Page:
As of Sept. 11, terror has entered our lives.
Now we have to live like the rest of the world, within the grasp of absolute evil, and nothing will ever be quite the same. Insecurity, fear and a sense of helplessness have become part of the air we breathe. Our leaders, with rare and alarming unanimity, are directing our feelings toward anger and the seeking of revenge.
War is presented to us as the only possible solution and the nation is urged to prepare for a long and costly conflict with uncertain outcome.
Yes, terrorism must be fought with tenacity, endurance and a variety of economic and social policies. Swift and relentless police action against terrorists must be pursued and the guilty must be brought to justice.
But in the process, we must be mindful of the danger of becoming terrorists ourselves. "An eye for an eye, a tooth for a tooth," was the doctrine of incessantly warring tribes prior to the existence of states. It was superseded once the reign of laws was instituted in human society. Evoking it now is both futile and dangerous. If there is one thing to be learned from the contemporary Arab/Israeli conflict, it is that terror countered by terror only leads to more terror.
The United States has used force, overwhelming military power, international sanctions and years of targeted bombing missions, but Saddam Hussein is as firmly in power in Iraq as ever he was.
This is the time for peaceful alternatives to military responses. Let me propose a beginning:
President Bush's call for a worldwide coalition against terrorism will have a far better chance of success if it is combined with strong efforts to enhance and strengthen the United Nations. Our credibility as leaders of the world community has been deeply compromised by our disregard of the United Nations, our abrogation of or failure to sign international treaties and our announced willingness to go it alone. Therefore we should at once:
Pay our long-overdue dues of $2.3 billion to the United Nations.
Sign the U.N. treaties against genocide, the treaty banning land mines, the treaties banning nuclear and biological weapons.
Strengthen the International Court and pledge to bring all terrorists we can capture under its jurisdiction.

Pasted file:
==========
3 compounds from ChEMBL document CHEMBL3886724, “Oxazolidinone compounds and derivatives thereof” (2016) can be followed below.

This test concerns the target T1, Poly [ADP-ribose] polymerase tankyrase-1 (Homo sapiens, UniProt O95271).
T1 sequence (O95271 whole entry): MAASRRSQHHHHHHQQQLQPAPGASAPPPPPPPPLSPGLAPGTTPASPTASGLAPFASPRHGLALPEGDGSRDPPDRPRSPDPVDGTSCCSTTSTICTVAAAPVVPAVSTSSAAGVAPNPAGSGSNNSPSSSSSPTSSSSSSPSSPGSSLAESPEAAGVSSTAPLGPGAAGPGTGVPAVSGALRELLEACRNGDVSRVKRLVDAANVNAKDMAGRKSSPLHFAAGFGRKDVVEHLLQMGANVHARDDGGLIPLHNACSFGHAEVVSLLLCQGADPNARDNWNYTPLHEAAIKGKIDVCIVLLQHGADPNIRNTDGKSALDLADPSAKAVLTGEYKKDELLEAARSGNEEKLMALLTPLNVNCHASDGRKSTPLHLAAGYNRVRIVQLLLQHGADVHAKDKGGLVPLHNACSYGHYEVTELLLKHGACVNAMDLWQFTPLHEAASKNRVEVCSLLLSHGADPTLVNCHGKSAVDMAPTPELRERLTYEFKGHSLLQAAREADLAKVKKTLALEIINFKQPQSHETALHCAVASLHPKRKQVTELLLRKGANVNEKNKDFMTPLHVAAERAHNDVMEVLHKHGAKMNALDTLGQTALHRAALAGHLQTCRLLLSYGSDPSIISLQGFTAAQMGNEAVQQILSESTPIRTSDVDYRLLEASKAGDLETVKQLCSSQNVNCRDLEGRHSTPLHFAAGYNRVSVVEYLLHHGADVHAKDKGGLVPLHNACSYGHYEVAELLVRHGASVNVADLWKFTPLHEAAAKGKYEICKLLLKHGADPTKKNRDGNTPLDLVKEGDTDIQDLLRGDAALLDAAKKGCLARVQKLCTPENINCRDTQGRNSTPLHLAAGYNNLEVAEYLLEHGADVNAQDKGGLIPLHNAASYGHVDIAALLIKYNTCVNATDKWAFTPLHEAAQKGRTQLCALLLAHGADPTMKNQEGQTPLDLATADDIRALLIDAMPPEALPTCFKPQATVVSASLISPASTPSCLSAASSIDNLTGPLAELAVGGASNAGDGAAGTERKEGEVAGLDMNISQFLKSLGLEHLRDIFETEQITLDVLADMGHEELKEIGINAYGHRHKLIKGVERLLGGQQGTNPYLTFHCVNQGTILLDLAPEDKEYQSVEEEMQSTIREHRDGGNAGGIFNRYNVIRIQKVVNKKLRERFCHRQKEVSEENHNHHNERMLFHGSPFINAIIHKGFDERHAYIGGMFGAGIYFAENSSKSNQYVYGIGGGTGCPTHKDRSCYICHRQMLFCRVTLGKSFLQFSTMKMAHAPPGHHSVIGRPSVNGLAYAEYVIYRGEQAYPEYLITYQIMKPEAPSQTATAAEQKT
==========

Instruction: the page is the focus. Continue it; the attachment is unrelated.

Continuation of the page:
Unless we attack the causes of worldwide terrorism, our capture of a few of its leaders will be an empty victory. One of the major breeding grounds for terrorism has been the existence of refugee camps in which whole populations linger for one or more generations, without outlet, without education, without hope.
We must launch a worldwide campaign under U.N. auspices for the resettlement of refugee populations, with special emphasis on the education and training and the eventual useful employment of young men.
After World War II, the Marshall Plan and U.S.-supported peaceful economic reconstruction turned our fierce enemies, Germany and Japan, into reliable friends within one generation. Allocating some of the vast resources of the U.S. government and of private corporations to the creation of targeted projects for the relief of poverty, droughts and illiteracy in areas which are now breeding grounds for hatred of the United States will bring better long-range results than military action.
The strength of our democracy lies in our Constitution, its Bill of Rights and the long tradition of governmental checks and balances. Let us keep democracy alive by vigorous debate and discourse, by the careful weighing of various alternatives, rather than by a blind and automatic rallying around the president. The decisions made by politicians in the next few weeks and months may affect the lives and resources of the American people for years to come. Let us all be part of the process of decision-making, and let those who claim leadership show it by coming up with alternatives to war.
Gerda Lerner is emerita professor of history at the University of Wisconsin-Madison.
Copyright 2001 The Capital Times